What to Do When Your Loved One Might Be Battling Holiday Depression
From watching holiday movies while the fireplace casts a warm glow to gathering around the table for good food and laughs, we tend to associate the holidays with positive feelings and heartwarming moments.
But for some, the holidays can also trigger unwelcome battles with sadness and depression. Dr. Philip Muskin, Professor of Psychiatry at Columbia University Medical Center, notes that the “holiday blues” are a real disorder; they can be brought on by realizing that the good times associated with the past can no longer be replicated.
Like other forms of depression, sufferers and those around them can take positive steps to minimize distress and healthily cope. Here are a few things to consider if you think your loved one may be experiencing holiday depression.
Proactivity is vital in combating bouts of depression. Take time to think back over past holiday seasons. Do you notice a pattern in behavior? Does your loved one appear more withdrawn or stressed during this time of year? If so, it can offer some helpful perspective and infuse you with a dose of compassion that their actions could be tied to something deeper.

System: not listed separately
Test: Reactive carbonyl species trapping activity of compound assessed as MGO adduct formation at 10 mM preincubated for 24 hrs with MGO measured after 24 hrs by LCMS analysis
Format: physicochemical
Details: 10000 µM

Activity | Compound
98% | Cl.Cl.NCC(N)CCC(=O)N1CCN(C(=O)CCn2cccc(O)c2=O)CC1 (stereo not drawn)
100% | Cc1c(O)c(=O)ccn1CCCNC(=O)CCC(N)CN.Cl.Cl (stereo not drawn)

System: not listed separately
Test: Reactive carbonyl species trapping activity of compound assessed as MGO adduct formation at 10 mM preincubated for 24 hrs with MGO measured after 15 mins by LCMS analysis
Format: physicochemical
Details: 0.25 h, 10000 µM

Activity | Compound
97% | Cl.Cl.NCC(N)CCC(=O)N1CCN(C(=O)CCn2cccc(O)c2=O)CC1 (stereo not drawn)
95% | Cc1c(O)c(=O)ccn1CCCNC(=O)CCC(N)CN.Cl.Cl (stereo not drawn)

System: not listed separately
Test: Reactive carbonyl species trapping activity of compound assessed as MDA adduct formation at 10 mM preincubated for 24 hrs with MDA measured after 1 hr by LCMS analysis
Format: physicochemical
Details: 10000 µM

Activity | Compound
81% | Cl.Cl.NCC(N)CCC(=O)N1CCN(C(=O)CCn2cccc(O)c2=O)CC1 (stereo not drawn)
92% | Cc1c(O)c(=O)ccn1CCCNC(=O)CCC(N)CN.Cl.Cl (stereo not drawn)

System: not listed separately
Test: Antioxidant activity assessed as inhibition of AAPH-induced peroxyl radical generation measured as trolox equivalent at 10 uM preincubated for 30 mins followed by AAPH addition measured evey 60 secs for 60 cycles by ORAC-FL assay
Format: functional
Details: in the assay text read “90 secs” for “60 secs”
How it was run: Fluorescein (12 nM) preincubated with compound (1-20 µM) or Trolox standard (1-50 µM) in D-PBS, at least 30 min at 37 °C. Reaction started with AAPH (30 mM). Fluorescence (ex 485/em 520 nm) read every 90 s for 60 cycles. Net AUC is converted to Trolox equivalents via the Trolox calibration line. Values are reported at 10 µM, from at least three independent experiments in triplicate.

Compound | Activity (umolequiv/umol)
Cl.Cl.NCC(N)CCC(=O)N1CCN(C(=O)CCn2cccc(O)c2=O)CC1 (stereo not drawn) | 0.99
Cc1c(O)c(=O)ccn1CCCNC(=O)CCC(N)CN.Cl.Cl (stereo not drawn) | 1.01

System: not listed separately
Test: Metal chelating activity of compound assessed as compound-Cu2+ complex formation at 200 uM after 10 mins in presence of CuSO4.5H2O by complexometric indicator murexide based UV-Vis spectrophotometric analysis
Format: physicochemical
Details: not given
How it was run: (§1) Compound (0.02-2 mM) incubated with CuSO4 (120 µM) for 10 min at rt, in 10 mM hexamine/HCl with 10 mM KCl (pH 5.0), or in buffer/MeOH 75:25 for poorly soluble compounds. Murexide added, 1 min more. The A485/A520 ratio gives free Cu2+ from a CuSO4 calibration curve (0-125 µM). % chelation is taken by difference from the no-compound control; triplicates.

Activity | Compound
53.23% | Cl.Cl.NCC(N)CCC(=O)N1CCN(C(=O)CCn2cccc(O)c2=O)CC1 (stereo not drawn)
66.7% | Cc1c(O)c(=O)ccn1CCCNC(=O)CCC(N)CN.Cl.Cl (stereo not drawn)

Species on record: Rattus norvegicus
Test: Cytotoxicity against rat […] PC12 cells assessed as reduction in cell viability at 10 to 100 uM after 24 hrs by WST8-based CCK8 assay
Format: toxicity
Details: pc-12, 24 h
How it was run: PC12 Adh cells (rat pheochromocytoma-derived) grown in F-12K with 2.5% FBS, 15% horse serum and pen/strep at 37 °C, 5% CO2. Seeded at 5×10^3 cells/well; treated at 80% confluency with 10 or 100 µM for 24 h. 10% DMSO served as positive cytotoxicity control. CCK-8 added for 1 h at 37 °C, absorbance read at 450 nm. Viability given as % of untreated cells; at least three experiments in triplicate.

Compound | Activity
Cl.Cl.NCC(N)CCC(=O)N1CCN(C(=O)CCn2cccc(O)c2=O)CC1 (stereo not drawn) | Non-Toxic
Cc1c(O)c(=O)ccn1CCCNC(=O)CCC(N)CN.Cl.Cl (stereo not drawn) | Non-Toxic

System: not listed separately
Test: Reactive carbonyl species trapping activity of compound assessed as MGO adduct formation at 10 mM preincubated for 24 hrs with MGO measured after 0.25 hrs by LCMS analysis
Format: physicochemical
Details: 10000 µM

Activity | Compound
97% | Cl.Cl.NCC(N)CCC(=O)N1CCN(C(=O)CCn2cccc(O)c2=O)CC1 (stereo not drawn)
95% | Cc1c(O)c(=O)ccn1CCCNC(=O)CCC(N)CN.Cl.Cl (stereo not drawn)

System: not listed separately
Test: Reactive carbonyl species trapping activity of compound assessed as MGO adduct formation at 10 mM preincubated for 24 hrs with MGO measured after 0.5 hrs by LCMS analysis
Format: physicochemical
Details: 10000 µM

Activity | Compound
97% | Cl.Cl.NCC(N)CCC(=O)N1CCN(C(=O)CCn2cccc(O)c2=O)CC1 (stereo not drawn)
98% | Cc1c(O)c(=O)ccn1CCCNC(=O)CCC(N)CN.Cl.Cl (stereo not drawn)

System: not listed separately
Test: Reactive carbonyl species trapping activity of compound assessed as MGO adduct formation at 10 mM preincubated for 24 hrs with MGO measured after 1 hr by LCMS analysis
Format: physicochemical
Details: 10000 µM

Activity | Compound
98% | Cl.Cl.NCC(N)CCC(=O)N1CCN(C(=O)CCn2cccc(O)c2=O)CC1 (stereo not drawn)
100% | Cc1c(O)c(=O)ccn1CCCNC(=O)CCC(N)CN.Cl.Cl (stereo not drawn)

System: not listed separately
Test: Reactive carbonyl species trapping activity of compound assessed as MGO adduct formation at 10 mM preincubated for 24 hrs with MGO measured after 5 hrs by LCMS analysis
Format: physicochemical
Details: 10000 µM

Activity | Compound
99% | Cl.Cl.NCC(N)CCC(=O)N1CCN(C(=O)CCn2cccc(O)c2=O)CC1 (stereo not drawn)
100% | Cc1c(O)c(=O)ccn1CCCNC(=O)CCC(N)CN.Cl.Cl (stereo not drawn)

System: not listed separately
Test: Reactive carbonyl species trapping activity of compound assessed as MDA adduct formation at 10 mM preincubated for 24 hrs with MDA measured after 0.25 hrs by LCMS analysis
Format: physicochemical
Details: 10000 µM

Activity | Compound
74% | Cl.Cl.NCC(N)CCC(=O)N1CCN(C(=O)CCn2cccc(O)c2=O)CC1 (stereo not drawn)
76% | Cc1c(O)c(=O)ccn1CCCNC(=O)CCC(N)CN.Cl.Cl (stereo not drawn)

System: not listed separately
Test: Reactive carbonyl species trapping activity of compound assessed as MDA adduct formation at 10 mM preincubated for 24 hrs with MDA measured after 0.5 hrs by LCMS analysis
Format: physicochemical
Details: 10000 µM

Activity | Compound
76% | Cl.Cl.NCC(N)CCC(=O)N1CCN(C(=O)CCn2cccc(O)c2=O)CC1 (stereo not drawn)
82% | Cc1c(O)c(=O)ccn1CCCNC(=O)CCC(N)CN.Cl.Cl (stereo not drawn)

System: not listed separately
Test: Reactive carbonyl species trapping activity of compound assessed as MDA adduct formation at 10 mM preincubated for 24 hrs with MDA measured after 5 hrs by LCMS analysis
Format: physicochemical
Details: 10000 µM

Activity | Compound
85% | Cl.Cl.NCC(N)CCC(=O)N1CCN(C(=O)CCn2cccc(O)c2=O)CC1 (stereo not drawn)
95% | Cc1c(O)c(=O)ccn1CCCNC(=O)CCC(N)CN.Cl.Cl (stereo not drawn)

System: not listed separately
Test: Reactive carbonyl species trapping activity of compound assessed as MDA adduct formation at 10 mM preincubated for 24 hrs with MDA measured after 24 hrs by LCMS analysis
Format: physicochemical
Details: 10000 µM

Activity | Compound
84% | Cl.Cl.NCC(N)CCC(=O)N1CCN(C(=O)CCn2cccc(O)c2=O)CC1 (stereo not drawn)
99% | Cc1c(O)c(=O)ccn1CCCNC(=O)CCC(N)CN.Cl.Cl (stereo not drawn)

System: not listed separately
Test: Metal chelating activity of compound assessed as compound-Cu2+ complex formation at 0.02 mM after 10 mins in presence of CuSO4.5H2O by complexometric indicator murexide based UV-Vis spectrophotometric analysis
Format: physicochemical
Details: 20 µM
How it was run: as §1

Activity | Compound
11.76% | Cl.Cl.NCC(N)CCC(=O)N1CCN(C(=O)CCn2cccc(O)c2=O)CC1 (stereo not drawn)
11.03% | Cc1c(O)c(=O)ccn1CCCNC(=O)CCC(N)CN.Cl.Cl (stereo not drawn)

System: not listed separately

Know the Signs
Depression can manifest itself in a number of ways. The National Institute of Mental Health provides a helpful list of symptoms, including signs like headaches, cramps, and irritability that might not readily be associated with depression. Educating yourself is an important first step.
While most seniors report feeling satisfied with their lives, your aging loved one might exhibit less obvious symptoms or be hesitant to share his or her feelings of sadness. Don’t be afraid to step in and act as a catalyst for a compassionate discussion. Talking openly about your own feelings can create a safe space for your family member to admit what’s ailing him or her. In fact, far from perpetuating feelings of sadness, honest grieving paves the way for healing and growth.
Patience Is a Virtue
It’s fine to admit that the depression of others affects you. Do your best to have patience during this season. Listen as they share their frustrations and disappointments, but make it a practice to highlight things that elicit gratitude and point towards hope.
Get Up and Go
Researchers continue to find evidence that physical exercise boosts our mood. Try going on a walk. If your options for mobility are limited, there is still much to be said for the mental stimulation that comes with taking in new sights and sounds, so even pushing your loved one’s wheelchair can help break up the sense of monotony that fuels depression. Also, some professionals suggest soaking up vitamin D in the event of Seasonal Affective Disorder through diet and sunlight.